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Benign Prostatic Enlargement

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Benign Prostatic Enlargement

Benign Prostatic Enlargement (BEP) is a common problem affecting the elderly men. The prostate is present only in men and is responsible for production of a part of the semen. In humans, BEP starts after the age of 40 yrs. However this process is slow and the symptoms generally start manifesting after the age of 60 yrs. Due to the gradual progression, many men are not able to appreciate the symptoms and present late for treatment. The common symptoms of BEP are nocturia, frequency, urgency, poor stream of urine, straining at micturition and occasionally urinary incontinence. If not treated, this may progress to retention of urine, hematuria, urinary tract infection, bladder stones and sometimes even affect the renal function. It is important to note that not all men having BEP manifest with these symptoms. Thus although the pathological process of BEP affects majority of the elderly men, only some develop the symptoms.


Evaluation

  • Detailed history about LUTS
  • Examination, urinalysis, blood investigations like Sr Creatinine and Sr PSA.
  • Ultrasound to assess prostate size and its effects on the bladder/kidneys and also to rule out other causes of LUTS (eg bladder stone, Ca Bladder). If the diagnosis is still in doubt, further evaluation is required eg uroflowmetry, urodynamic study etc.
  • During evaluation rule out other causes of LUTS eg bladder stone, carcinoma of the bladder/prostate.
  • It is important to understand that prostate size does not co-relate with the symptoms. For example a patient may have a 20 gm prostate which is a normal size of the gland but may still land up in retention whereas another patient may have a 100 gm prostate and may still not have any symptoms. This is because, the prostate contains smooth muscle cells which are under the influence of the adrenergic nervous system. Stimulation of the adrenergic nervous system results in a dynamic increase in prostatic urethral resistance. Thus an ultrasound report showing an enlarged prostate is not the sole indication for treatment for BEP. This decision is based on the severity of the symptoms, the degree of bother to the patient and the result of the investigations.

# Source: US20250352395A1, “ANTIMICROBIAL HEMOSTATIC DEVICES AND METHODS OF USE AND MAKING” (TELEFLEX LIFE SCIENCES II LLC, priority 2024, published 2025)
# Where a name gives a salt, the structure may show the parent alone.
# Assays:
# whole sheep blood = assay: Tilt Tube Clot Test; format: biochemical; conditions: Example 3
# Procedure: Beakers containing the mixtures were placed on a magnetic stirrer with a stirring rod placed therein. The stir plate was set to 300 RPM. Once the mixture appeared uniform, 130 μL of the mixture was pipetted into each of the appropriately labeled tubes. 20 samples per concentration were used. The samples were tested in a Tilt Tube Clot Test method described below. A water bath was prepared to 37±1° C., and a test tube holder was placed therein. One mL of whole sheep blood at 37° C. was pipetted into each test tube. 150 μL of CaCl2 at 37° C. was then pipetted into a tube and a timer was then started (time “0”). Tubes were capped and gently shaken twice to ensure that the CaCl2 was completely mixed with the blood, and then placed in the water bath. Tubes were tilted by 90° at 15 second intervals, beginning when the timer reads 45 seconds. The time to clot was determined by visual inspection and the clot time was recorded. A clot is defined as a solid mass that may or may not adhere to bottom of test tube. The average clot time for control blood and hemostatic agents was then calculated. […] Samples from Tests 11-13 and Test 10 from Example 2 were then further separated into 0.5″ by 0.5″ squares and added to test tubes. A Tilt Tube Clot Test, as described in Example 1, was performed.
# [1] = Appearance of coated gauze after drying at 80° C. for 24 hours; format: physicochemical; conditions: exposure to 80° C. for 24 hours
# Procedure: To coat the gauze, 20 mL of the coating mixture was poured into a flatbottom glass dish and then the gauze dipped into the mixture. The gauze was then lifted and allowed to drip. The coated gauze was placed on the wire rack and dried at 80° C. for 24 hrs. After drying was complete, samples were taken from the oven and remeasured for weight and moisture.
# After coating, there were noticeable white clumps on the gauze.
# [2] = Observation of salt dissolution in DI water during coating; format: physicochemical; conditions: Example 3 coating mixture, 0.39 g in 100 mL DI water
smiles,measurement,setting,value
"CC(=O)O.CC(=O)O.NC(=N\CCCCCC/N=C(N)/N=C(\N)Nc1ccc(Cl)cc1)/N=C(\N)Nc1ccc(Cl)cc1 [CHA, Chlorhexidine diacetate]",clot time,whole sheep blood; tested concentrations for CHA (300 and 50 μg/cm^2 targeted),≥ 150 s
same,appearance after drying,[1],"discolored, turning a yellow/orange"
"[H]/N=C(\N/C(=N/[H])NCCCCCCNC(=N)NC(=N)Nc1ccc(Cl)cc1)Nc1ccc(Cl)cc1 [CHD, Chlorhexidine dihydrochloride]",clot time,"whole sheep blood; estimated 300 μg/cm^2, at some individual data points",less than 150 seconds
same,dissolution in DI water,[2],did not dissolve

• A patient with an enlarged prostate without any symptoms may not need any treatment. However if the symptoms affect the quality of life, then treatment is indicated.

  • Treatment of BEP

    The choice of treatment of BEP, whether by medicines or by surgery, is based on many parameters. In some cases a surgery is indicated straightaway. The absolute indications for surgery are retention of urine, recurrent UTI, recurrent gross hematuria, bladder calculi secondary to obstruction, failure of medical treatment and obstructive nephropathy. In remaining cases medical treatment is preferred.


    The medical treatment consists of two groups of drugs ie. α adrenergic blockers and 5 α Reductase Inhibitors. These need to be taken once in a day and are prescribed for at least 5 yrs or till there is progression in the symptoms. In the later case, surgery is required. These medicines are safe and have a low incidence of side effects.


    he surgery for BEP has undergone a revolutionary change in the last few decades. Before this era, BEP was treated by open surgery. This was a morbid procedure due to the incision, post-op pain, late recovery of the patient and a bad cosmetic result due to the sacr. Due to the technological advances in the 20th century, today > 95 % of the cases are treated by endoscopic surgery. Out of the various endoscopic methods to treat BEP, Transurethral Resection of Prostate (TURP) is considered as the “Gold Standard” treatment. It is a minimally invasive surgery, done via the urethra. There is no incision or post-op pain and the patient is discharged from the hospital after 48 hrs.


    Other modalities of treament of BEP incluce Laser Enucleation of the Prostate, Transurethral needle ablation of Prostate (TUNA), Transurethral microwave therapy (TUMT), Transurethral vaporization of the prostate (TUVP) etc. However these treatments are yet to surpass the efficacy of TURP and TURP is still considered as the GOLD STANDARD treatment for BEP. An exception is a very large prostate, in which Endoscopic Holmium Laser Enucleation (HOLEP) or an open surgery may be preferred.